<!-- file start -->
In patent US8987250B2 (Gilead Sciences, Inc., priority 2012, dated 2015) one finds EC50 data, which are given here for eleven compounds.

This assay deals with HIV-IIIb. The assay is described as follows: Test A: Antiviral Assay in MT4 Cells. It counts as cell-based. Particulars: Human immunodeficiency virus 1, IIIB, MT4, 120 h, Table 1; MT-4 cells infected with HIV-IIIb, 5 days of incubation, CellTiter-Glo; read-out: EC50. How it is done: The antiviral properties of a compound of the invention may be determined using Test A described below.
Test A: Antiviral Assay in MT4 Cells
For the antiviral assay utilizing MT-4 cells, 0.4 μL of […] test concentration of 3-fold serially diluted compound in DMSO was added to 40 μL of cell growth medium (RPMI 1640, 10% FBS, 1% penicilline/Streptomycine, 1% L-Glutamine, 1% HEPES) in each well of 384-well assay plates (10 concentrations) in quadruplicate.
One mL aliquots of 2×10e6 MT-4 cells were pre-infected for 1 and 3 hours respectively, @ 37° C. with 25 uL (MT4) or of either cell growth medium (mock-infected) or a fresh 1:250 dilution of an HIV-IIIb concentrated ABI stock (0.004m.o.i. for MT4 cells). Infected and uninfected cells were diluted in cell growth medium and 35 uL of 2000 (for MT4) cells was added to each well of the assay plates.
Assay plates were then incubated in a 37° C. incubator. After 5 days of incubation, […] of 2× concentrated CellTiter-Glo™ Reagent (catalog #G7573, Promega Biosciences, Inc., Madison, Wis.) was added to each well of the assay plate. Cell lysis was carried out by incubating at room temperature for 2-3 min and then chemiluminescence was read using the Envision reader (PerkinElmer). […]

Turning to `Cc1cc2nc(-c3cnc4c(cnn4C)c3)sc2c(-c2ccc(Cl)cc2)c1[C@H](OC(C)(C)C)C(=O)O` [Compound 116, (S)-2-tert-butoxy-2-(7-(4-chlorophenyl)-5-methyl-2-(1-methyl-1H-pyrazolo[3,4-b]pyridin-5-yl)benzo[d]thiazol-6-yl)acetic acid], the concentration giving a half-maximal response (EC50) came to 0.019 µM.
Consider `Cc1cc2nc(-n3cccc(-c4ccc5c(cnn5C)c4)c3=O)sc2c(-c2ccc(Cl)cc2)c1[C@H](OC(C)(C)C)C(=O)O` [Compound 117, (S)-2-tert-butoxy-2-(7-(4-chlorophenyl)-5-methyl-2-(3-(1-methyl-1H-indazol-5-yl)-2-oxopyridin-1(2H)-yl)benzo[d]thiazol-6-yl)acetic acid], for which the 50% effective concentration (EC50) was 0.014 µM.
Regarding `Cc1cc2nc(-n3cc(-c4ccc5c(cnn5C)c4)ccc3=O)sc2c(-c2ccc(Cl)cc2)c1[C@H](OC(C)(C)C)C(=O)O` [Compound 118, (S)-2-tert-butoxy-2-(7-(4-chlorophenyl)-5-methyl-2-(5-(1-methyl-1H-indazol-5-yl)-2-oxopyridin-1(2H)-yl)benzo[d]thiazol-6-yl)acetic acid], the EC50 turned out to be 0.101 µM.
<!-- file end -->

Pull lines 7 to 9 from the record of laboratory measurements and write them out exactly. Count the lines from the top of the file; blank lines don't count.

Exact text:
Turning to `Cc1cc2nc(-c3cnc4c(cnn4C)c3)sc2c(-c2ccc(Cl)cc2)c1[C@H](OC(C)(C)C)C(=O)O` [Compound 116, (S)-2-tert-butoxy-2-(7-(4-chlorophenyl)-5-methyl-2-(1-methyl-1H-pyrazolo[3,4-b]pyridin-5-yl)benzo[d]thiazol-6-yl)acetic acid], the concentration giving a half-maximal response (EC50) came to 0.019 µM.
Consider `Cc1cc2nc(-n3cccc(-c4ccc5c(cnn5C)c4)c3=O)sc2c(-c2ccc(Cl)cc2)c1[C@H](OC(C)(C)C)C(=O)O` [Compound 117, (S)-2-tert-butoxy-2-(7-(4-chlorophenyl)-5-methyl-2-(3-(1-methyl-1H-indazol-5-yl)-2-oxopyridin-1(2H)-yl)benzo[d]thiazol-6-yl)acetic acid], for which the 50% effective concentration (EC50) was 0.014 µM.
Regarding `Cc1cc2nc(-n3cc(-c4ccc5c(cnn5C)c4)ccc3=O)sc2c(-c2ccc(Cl)cc2)c1[C@H](OC(C)(C)C)C(=O)O` [Compound 118, (S)-2-tert-butoxy-2-(7-(4-chlorophenyl)-5-methyl-2-(5-(1-methyl-1H-indazol-5-yl)-2-oxopyridin-1(2H)-yl)benzo[d]thiazol-6-yl)acetic acid], the EC50 turned out to be 0.101 µM.